Food being prepared in a restaurant

Allergen Management: Keep Your Customers and Business Safe

What Is Allergen Management?

Allergen management is a crucial part of any food business’s food safety management system. Unlabelled allergens put those who suffer from food allergies at risk of anaphylactic shock and even death. Properly implementing a comprehensive allergen management system can potentially save your customers’ lives.

Incorrect allergen management also puts your business at risk of legal fees, expensive food recalls, and negative publicity. LiberEat offers a unique allergens detection technology that can provide your food business with an extra layer of protection.

Picture of Avocado and Egg toast on a plate

Who Enforces Allergy Regulations in the UK?

There is a legal requirement to label the 14 major allergens on all food products sold in the UK. Failure to meet this requirement can result in your business being penalised by the local authority.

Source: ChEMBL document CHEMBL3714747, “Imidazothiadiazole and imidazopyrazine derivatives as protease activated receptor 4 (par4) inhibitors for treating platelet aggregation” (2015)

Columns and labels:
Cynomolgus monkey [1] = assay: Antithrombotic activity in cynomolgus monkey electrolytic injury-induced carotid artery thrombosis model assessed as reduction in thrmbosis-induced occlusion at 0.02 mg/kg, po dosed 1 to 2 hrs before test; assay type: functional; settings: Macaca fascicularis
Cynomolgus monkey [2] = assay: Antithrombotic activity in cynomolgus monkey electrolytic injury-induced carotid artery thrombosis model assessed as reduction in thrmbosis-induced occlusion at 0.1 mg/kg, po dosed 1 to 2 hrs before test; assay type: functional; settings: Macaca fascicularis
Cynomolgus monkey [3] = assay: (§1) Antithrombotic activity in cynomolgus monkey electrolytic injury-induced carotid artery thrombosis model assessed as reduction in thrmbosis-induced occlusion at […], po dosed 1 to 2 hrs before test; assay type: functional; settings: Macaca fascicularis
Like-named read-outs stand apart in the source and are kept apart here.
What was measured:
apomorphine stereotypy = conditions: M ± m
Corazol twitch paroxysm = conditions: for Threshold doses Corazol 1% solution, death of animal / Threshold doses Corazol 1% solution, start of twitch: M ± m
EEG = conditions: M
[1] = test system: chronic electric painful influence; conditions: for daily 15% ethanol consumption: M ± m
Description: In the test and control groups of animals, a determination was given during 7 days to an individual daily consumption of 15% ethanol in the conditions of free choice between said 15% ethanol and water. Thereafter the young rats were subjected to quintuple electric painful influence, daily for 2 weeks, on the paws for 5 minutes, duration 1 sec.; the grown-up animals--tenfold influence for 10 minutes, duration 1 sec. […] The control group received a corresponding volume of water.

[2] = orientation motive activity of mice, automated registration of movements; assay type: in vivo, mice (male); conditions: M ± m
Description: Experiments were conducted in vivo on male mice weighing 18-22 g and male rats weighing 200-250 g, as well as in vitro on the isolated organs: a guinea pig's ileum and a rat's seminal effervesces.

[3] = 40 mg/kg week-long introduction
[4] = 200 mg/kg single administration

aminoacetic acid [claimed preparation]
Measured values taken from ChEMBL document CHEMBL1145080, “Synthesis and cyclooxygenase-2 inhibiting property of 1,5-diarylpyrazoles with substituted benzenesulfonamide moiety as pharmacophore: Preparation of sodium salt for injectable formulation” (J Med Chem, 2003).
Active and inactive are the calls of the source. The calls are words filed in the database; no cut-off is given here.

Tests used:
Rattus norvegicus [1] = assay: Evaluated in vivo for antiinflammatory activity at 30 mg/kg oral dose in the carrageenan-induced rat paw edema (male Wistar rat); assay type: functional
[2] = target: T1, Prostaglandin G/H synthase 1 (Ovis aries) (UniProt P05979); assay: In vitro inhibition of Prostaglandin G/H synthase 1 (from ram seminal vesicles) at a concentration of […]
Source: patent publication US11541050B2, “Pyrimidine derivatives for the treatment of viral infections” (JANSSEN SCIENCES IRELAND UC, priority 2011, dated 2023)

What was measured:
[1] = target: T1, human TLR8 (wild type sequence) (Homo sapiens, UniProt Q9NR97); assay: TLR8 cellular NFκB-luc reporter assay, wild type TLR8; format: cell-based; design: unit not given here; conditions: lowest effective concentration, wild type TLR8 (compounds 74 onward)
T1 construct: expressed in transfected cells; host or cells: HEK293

How Many Allergens Must Be Labelled?

There are many different types of food allergens ranging from common to rare. Only some of these allergens must be declared on food products under law. These allergen regulations differ between countries. In the UK there are 14 major allergens that must be clearly labelled:

These include:


The US 9 major allergens include:

  • Milk 
  • Egg 
  • Fish 
  • Crustacean Shellfish 
  • Tree Nut 
  • Peanut 
  • Wheat 
  • Soy 
  • Sesame

You can learn more about the UK 14 major allergens through our information hub. Find information about each allergen, where it can be found and the allergic reaction symptoms.

How Do Product Packaging Methods Affect the Need to Declare Allergens?

The 14 major allergens must be declared on all food products in the UK no matter how they are sold or packaged. This includes foods that fall under the following categories:

Prepacked: This includes food products that are fully or partially covered by packaging. These products are ready for sale, and can’t be tampered with without changing the packaging. 

Prepacked for direct sale (PPDS): This covers all food products packaged and sold in the same place. This typically includes things like salads and sandwiches.